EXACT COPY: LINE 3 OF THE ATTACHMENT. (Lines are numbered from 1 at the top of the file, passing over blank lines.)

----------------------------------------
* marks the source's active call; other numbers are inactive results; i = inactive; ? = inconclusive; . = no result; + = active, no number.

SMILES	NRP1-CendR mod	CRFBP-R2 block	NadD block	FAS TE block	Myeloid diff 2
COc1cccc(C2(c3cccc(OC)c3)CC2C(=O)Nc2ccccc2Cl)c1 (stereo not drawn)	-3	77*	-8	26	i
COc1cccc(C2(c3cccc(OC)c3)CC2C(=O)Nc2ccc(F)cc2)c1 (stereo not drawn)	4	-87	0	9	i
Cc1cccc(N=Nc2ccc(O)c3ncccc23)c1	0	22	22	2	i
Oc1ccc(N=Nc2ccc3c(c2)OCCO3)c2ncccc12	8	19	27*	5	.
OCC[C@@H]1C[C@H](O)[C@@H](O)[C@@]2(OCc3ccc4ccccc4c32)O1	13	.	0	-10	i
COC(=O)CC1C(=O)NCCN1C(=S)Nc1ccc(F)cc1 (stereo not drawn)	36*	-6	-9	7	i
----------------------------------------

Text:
COc1cccc(C2(c3cccc(OC)c3)CC2C(=O)Nc2ccccc2Cl)c1 (stereo not drawn)	-3	77*	-8	26	i